ISBN 1-882295-37-4, 2003
Alice James Books, $13.50
There is a liminal quality to the poems that make up Mary Szybist’s first book, Granted . They hover at the threshold of desire, moving back and forth between both spiritual and romantic ardor, between what has been granted and what has been taken for granted within the confines of love and faith. Tethered at the lip of “impossible longings,” Szybist encounters concurrent moments of ecstasy, sensuality, and cynicism in her relationships with the self, others, the world, and God. Her poems express the genuine whole of her tangled feelings: “o sweet / burn I have always wanted / this pleasure, this end / —yet I intend to be gentle.” Such feelings have a precedent in the work of the Metaphysical poets of the seventeenth century, who relied upon similar characteristics of paradox and irony, sexual realism, and an introspective psychological analysis of motive and faith. What the English critic Samuel Johnson described as the imagery of Metaphysical poetry, a kind of discordia concors, through which “ideas are yoked by violence together,” parallels the paradoxical condition of the poems in this collection: the (seemingly) impossible juncture of religious and sexual longing. Taking such a view as a means through which to explore the complicated and often violent process of this yoking, we watch as Szybist confronts the limits of human compassion by investigating its flesh and bone consequences.
There is an urgent fixation with the body in these poems, a desire to express spiritual ideas in physical terms, an impulse similar to Donne’s insistence that the soul is made up of blood and bones, that “all that the soule does, it does in, and with, and by the body.” The collusion between body and soul allows for a meditation on the boundaries of each, and a consideration that one may limit the potential of the other, and vice versa. An example of this can be found in the poem “Naked and Unashamed Are Two Different Moments.” Split into two sections, the first deals with a moment of nakedness that reveals the poet’s dilemma:
If I were a classical nude, the distance between my breasts
would be the same as the distance from my breasts to my navel,
from my navel to the division of my legs.
I accuse myself of transgressing.
What is it to drag a body
through the lush anger of atonement!
Here, the contemplation of the body leads to its transgression. Beginning with the tactful composition of the “classical nude,” Szybist ends at the logos of female sexuality, the “division” between her legs. Throughout the poems in this collection, the body is continually reduced to its pure physical state, inhabiting a leaden existence that cannot possibly allow for any spiritual transcendence. Instead, Szybist is left to reprimand the body as any good repentant would, leading it over and over again through the “lush anger of atonement.” Even the body of Christ brings with it an intimate physical longing that cannot be ignored:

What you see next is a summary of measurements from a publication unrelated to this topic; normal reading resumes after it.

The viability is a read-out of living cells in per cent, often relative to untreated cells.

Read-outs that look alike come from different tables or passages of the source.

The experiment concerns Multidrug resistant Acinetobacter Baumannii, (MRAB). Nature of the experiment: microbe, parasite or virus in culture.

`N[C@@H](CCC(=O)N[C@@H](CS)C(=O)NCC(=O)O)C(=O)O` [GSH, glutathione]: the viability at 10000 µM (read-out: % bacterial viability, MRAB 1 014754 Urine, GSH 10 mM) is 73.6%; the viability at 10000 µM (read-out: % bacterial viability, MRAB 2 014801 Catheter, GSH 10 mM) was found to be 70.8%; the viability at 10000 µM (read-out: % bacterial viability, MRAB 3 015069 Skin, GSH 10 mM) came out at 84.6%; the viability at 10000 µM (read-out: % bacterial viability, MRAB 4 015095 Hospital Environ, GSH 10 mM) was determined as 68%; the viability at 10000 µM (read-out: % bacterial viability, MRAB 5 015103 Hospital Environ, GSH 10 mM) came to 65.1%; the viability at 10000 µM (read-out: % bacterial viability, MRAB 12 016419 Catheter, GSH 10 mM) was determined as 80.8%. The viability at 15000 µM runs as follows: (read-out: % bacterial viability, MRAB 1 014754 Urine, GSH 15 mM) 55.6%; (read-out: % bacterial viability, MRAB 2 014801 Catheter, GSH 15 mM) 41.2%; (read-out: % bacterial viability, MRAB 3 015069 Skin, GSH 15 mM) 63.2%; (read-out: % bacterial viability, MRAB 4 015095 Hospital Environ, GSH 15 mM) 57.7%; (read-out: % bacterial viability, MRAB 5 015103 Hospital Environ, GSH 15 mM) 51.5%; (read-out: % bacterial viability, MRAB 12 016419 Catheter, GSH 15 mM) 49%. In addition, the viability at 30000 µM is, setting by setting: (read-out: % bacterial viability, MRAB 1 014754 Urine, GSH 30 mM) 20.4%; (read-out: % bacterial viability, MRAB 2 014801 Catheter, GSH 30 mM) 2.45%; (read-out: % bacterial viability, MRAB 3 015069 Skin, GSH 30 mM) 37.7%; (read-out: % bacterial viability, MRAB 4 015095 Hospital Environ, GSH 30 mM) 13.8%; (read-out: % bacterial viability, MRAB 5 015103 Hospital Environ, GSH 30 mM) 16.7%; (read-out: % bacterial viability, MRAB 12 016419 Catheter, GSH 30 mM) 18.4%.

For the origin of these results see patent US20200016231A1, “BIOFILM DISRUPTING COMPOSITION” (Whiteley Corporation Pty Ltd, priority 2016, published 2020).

Always in the arms of something, the god is always
swaddled like the infant. The cloth on his hips.
Sometimes I believe I am transgressing.
When I consider the body in the manger
I feel it in my face: I must look the same way a hunter looks
when he decides to take an animal he has never seen before.
Szybist is unapologetic in her ravenous viewing of the Christ child in his manger, an animal she “has never seen before,” but must possess nonetheless. Again, the author believes she transgresses as she considers the corporeal vulnerability of such a figure (“the god,” the “cloth on his hips”) and the point at which the conflation of innocence and sexual longing converge. Considering the body of Christ just as she has considered her own body, Szybist realizes that both must end in a violation of the sacred in order to accurately portray their shortcomings.
Employing various methods of composition throughout these poems, Szybist is most successful when she incorporates the lush ornamentation of the dash, interrupting sequences and thoughts before their culmination in any definitive answer to the paradoxical question she continues to raise, “what separates self from the flutter / of longing.” Such sustained disruptions contribute to the restrained and reserved tone of the book, a tone both sure and passive in the face of its subject(s). The image of the mouth and its lips recur throughout Szybist’s poems, a testimony to the difficulty of utterance when the author is faced with the constraints of the body. The next best thing to godliness is to assume the voice of one, or, if all else fails, to take that of Adam, as in the poem “Swamp,” in order to fill the “lust for the influential phrase.” Szybist doesn’t shy away from speaking from God-like figures (she has poems from the perspectives of Jesus, Mary, and the Archangel Gabriel), but the more stunning poems in this debut highlight the author’s own struggle and appetite for the consummation of faith and love, while relishing their ultimate failure:
When I am tired of being human, I try to remember
the two stuck together like burrs. I try to place them
central in my mind where everything else must
surround them, must see the burr and the barb of them.
There is courtship, and there is hunger. I suppose
there are grips from which even angels cannot fly.
Even imagined ones. Luciferin, luciferase.
When I am tired of only touching,
I have a mouth to try to tell you
what, in your arms, is not erased.
Aimed at wresting a precarious unity from the scattered remains of an existence that has become “tired of being human,” these poems successfully articulate the intimate relationship between the poet and the sacred. Acknowledgment of the body’s dilemma propels Szybist beyond the complacency of its limits, and on into the next moment of belief, “to continue past the moment I say I am thirsty / and continue past the moment.”